8. The invention of claim 7 wherein said plunger guide sleeve comprises a bearing section surrounding at least a portion of said spring means and an index section surrounding said enlarged head portion of the lock bolt, said bearing section defining a groove and said index section including a tongue extending into said groove, said plunger guide sleeve defining an L-shaped slot, and said enlarged head portion of the lock bolt including a projection extending through said slot.
9. The invention of claim 7 wherein said bezel includes a series of tabs folded around said externally extending flange of the protective sleeve, and positioning spikes dispersed intermediate said tabs.
10. The invention of claim 7 and further including a slotted disc positioned between the bezel and said head portion of the lock bolt.
11. The invention of claim 7 wherein said bezel is centrally apertured and a bight is defined in the perimeter of the central aperture.
12. A locking device for selectively precluding relative movement between the sashes of a Window comprising:
a locking cylinder received in one of said sashes and defining an opening therein facing said other sash;
a sleeve assembly received through said other sash and in selective alignment with said opening in said locking cylinder;
a locking bolt telescopically received within said sleeve assembly and including an enlarged head portion slidably positionable within said sleeve assembly, a body portion having a diameter smaller than said head portion integral with said head portion at one end thereof, and a locking projection integral with the opposite end of said body portion, said locking bolt positioned in said sleeve assembly so that said locking projection extends toward said locking cylinder and is selectively extendable into said locking cylinder to fix said sashes against relative movement by each other:
a coil spring slidably received in said sleeve assembly around said body portion of said bolt and engaging said head of said bolt, said sleeve assembly including a stop member at that end of said sleeve assembly facing said locking cylinder for engaging said spring and causing said spring to urge said bolt ant said locking projection away from said locking cylinder;
said sleeve assembly defining an L-shaped slot therei1 including a first portion extending axially of sai( sleeve assembly and a second portion communicat ing with said first portion and extending circurnfcr entially of said sleeve assembly, and said bolt in cluding a guide projection slidably extending'througl said slot, said slot, said guide projection and saii bolt constructed and arranged to cause said locking projection of said bolt to extend into locking en gagement with said locking cylinder when said guide projection is positioned in said second portion 0: said slot and to permit said locking projection to be retracted from said locking cylinder when said guide projection is positioned in said first portion of saie slot;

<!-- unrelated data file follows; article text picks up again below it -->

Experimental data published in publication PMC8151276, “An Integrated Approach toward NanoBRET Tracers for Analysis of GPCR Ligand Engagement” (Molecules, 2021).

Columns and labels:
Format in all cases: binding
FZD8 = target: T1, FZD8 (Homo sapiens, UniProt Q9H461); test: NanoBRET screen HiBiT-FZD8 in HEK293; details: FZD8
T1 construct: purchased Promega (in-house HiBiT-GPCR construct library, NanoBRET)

21 key rotatably received in said sleeve assembly ant including a driving projection and a retaining pro jection, said head of said bolt defining a driving recess therein complementary shaped to said driving projection for receiving said driving projection 01 said key to selectively slide said bolt along said sleeve assembly toward said locking cylinder and rotate said bolt, and said cylinder assembly defining a re taining slot therein for receiving said retaining projection of said key to retain said key in said sleeve when said guide projection of said bolt is positioner in said first portion of said L-shaped slot, said re taining slot including an opening through said sleeve assembly in alignment with said retaining projection of said key when said guide projection of saic' bolt is in a predetermined position in said second portion of said L-shaped slot to allow said key tc be removed from said sleeve assembly.
References Cited UNITED STATES PATENTS 1,300,275 4/1919 Johnson 81-9( 2,098,189 11/1937 Kistner --9( 2,716,038 8/1955 Sa-Wyer 29262 2,845,789 8/1958 Kisner 709( 3,006,178 10/1961 Rifkin 70-9( 3,203,718 8/1965 Bishop 29262 1,958,950 5/1934 Lemieux 292340 X 2,350,346 6/1944 Gaskell -47 RICHARD E. MOORE, Primary Examiner E. I. MCCARTHY, Assistant Examiner US. Cl. X.R. 292-62
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|U.S. Classification||70/90, 292/62, 70/409|